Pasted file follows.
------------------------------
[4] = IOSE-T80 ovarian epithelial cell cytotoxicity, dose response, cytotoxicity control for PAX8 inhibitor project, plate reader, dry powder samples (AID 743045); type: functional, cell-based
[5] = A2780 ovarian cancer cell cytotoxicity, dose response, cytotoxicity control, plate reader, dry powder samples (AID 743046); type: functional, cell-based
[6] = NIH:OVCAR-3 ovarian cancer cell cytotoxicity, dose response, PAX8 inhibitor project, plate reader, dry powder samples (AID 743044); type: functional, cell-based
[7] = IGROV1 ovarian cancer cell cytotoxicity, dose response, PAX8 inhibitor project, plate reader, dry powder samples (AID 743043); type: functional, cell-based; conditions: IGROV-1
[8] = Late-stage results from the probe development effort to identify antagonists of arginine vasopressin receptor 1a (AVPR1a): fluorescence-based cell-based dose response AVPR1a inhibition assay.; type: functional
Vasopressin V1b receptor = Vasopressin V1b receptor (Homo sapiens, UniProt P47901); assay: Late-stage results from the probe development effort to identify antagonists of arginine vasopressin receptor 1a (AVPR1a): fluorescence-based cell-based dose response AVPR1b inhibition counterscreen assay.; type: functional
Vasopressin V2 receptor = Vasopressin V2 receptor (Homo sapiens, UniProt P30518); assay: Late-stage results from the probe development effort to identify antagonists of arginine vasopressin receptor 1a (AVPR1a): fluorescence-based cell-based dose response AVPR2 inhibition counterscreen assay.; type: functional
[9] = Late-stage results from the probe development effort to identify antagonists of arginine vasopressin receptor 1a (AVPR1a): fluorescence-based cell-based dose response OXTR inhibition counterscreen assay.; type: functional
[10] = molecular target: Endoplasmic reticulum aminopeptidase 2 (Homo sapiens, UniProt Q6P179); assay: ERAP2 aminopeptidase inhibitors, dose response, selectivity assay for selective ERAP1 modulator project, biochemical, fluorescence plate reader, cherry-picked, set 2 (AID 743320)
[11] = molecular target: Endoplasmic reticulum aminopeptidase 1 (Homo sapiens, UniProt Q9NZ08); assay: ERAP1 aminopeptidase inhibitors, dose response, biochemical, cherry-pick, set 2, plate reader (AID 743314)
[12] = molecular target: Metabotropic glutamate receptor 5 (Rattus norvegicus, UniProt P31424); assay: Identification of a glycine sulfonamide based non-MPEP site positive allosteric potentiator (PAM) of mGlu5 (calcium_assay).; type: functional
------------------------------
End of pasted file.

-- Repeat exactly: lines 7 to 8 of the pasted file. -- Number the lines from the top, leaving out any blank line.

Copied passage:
Vasopressin V2 receptor = Vasopressin V2 receptor (Homo sapiens, UniProt P30518); assay: Late-stage results from the probe development effort to identify antagonists of arginine vasopressin receptor 1a (AVPR1a): fluorescence-based cell-based dose response AVPR2 inhibition counterscreen assay.; type: functional
[9] = Late-stage results from the probe development effort to identify antagonists of arginine vasopressin receptor 1a (AVPR1a): fluorescence-based cell-based dose response OXTR inhibition counterscreen assay.; type: functional